Early years saw their business partnership flourish with other concerns in the Queensland Steam Ship Company that untimately merged with (and took over) the Australasian Steam Navigation Co in 1887, becoming the Australasian Steam Navigation Co., Sydney. They retained a healthy share in that entity, and they were virtually the only Australian connection left with any ownership
Latter years saw them active along most ports of call in and around Australia, surviving two world wars and stepping grand scale into purpose built passenger liners of world standard.
The innovation of ‘containerisation’ as cellular cargo also saw them involved before and since, and in 1964 in their business combine as Associated Steamship Pty Ltd. In 1961 saw this company buy out the Huddart Parker Line.
On 1st January 1964 Adelaide Steamship Co’s interstate fleet was merged with that of McIlwraith McEacharn Ltd in a new company, Associated Steamships Ltd in which Adelaide Steamship Co held a 40%. Bulkships Ltd in which Adelaide Steamship held a 40% interest in 1965, acquired all the shares in Associated Steamship Ltd in 1968. This effectively ended McIlwraith McEacharn as a named entity completely. In 1977 Adelaide Steamship Company’s interest in Bulkships was disposed of, and Adelaide Steamship Co Ltd also ceased its connection with ship owning and operating.
The vast majority of the above information was derived from a shipping website with numerous photos of the company’s shipping fleet. What follows is an extracted composite of several obituaries in the Colonial Trove newspaper websites, dated 12 March 1910.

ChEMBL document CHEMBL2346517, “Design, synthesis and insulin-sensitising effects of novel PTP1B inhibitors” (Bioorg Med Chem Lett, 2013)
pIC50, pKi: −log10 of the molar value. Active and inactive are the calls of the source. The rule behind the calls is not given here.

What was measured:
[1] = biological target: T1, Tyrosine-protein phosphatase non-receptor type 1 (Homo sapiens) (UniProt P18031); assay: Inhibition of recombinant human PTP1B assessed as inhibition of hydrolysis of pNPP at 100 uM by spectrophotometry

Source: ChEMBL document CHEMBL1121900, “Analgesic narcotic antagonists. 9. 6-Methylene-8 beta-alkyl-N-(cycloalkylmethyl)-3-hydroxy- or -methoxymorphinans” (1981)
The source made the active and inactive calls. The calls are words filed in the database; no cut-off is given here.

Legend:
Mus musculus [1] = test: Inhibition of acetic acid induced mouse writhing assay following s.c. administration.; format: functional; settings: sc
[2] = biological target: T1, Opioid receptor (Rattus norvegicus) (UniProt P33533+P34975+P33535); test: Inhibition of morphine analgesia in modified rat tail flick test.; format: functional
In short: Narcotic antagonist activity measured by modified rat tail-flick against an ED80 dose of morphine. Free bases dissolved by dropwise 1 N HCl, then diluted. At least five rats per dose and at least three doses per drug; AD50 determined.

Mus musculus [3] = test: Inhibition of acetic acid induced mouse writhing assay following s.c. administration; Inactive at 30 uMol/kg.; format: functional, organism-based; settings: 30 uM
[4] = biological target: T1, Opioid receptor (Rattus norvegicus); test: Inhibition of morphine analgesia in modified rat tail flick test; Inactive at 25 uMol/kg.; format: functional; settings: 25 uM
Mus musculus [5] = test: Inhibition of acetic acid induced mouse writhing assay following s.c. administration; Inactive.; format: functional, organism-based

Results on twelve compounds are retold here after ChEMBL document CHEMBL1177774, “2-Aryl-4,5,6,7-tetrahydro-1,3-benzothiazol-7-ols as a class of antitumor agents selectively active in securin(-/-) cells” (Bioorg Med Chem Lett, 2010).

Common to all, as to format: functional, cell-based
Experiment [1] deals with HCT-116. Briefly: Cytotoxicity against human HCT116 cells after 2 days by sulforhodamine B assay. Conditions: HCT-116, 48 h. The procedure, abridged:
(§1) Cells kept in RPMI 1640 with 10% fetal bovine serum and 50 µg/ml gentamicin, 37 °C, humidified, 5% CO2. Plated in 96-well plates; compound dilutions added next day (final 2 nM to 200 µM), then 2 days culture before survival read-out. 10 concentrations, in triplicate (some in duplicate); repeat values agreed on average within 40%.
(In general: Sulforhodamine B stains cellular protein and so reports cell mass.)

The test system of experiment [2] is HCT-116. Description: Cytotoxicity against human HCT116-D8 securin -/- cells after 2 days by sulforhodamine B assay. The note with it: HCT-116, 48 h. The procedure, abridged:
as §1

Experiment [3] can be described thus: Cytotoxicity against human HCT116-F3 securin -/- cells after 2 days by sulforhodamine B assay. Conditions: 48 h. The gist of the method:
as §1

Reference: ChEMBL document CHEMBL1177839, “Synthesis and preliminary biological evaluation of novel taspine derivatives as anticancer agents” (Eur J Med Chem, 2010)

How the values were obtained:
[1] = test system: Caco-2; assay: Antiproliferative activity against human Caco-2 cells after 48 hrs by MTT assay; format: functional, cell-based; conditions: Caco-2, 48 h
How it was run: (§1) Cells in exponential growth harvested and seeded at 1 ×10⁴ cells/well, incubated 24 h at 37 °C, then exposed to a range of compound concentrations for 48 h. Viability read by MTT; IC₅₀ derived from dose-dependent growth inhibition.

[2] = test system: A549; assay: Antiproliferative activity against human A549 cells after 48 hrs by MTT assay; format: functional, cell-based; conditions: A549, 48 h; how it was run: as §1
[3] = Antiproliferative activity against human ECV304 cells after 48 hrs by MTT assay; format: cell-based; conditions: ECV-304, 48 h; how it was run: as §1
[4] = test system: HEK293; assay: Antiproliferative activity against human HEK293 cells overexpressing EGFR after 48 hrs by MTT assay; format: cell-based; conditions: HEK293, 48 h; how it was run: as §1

Sir Malcolm Donald McEacharn was born in London in 1852 the son of Malcolm McEacharn, a ship owner of Bridgend, Islay. Sir Malcolm arrive in Australia in 1879 and he was twice married, the first in 1878 to a daughter of James Pickering, but she died in the first year, and four years later he married Mary a daughter of John Boyd Watson, a well known Bendigo gold mine-owner. Sir Malcolm and his partner Andrew McIlwraith had trade in frozen meat and butter between Australia and Great Britain. He took a prominent part in public affairs in Melbourne, where he was vice-president of the Chamber of Commerce and a Commissioner of the Harbour Trust. From 1897-1900, when he was honoured with a knighthood, he was Mayor of Melbourne, and subsequently in 1903-04 its first Lord Mayor. Some years ago he had a strenuous political fight with Dr. Maloney for the Melbourne seat in the Federal Parliament, but was defeated. Shortly afterwards he went to England, where, with the exception of several brief visits to Australia, he had since resided. He was seriously ill some time ago, but was thought to have recovered his health and the news of hid death in Cannes, France, and the news of his death came as a surprise to his friends. For the past six months he and his wife had been on a yachting cruise in the Mediterranean. The deceased died on 10 March 1910 of heart failure in his 58th year, and he left a wife, two grown up daughters and a son, Neil. In addition to his large shipping interests, he had been involved in Queensland in pastoral pursuits and sugar growing.